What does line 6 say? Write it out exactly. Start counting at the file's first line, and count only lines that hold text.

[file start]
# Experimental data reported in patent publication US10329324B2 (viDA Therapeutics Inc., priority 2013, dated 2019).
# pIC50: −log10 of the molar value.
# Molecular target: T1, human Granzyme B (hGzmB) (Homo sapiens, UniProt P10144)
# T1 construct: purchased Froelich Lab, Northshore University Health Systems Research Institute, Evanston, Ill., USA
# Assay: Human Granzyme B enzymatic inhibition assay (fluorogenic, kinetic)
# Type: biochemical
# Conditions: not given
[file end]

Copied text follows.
# Type: biochemical